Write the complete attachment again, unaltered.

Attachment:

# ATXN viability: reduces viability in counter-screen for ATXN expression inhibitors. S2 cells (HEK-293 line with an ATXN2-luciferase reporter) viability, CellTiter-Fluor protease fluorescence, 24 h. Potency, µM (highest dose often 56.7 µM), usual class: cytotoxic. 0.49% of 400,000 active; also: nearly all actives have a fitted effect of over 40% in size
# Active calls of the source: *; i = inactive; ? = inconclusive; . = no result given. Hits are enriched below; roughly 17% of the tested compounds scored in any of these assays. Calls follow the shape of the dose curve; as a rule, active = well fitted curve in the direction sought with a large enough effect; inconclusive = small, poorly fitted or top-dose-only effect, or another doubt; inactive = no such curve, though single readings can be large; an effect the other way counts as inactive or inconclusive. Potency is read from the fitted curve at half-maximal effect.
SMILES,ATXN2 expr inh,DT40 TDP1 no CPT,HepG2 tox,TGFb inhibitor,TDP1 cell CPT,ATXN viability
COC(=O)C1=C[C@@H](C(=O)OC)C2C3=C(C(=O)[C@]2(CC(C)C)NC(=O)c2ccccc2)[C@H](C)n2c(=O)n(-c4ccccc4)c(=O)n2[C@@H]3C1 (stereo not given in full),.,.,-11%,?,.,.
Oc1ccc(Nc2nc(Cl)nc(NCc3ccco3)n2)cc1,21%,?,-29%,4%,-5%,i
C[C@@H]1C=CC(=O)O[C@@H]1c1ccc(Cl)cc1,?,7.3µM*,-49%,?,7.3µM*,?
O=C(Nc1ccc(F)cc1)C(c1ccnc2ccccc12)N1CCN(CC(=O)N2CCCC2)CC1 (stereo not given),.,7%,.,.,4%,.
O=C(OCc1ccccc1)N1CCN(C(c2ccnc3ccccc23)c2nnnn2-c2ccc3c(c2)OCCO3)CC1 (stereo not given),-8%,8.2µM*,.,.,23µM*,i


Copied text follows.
# ATXN viability: reduces viability in counter-screen for ATXN expression inhibitors. S2 cells (HEK-293 line with an ATXN2-luciferase reporter) viability, CellTiter-Fluor protease fluorescence, 24 h. Potency, µM (highest dose often 56.7 µM), usual class: cytotoxic. 0.49% of 400,000 active; also: nearly all actives have a fitted effect of over 40% in size
# Active calls of the source: *; i = inactive; ? = inconclusive; . = no result given. Hits are enriched below; roughly 17% of the tested compounds scored in any of these assays. Calls follow the shape of the dose curve; as a rule, active = well fitted curve in the direction sought with a large enough effect; inconclusive = small, poorly fitted or top-dose-only effect, or another doubt; inactive = no such curve, though single readings can be large; an effect the other way counts as inactive or inconclusive. Potency is read from the fitted curve at half-maximal effect.
SMILES,ATXN2 expr inh,DT40 TDP1 no CPT,HepG2 tox,TGFb inhibitor,TDP1 cell CPT,ATXN viability
COC(=O)C1=C[C@@H](C(=O)OC)C2C3=C(C(=O)[C@]2(CC(C)C)NC(=O)c2ccccc2)[C@H](C)n2c(=O)n(-c4ccccc4)c(=O)n2[C@@H]3C1 (stereo not given in full),.,.,-11%,?,.,.
Oc1ccc(Nc2nc(Cl)nc(NCc3ccco3)n2)cc1,21%,?,-29%,4%,-5%,i
C[C@@H]1C=CC(=O)O[C@@H]1c1ccc(Cl)cc1,?,7.3µM*,-49%,?,7.3µM*,?
O=C(Nc1ccc(F)cc1)C(c1ccnc2ccccc12)N1CCN(CC(=O)N2CCCC2)CC1 (stereo not given),.,7%,.,.,4%,.
O=C(OCc1ccccc1)N1CCN(C(c2ccnc3ccccc23)c2nnnn2-c2ccc3c(c2)OCCO3)CC1 (stereo not given),-8%,8.2µM*,.,.,23µM*,i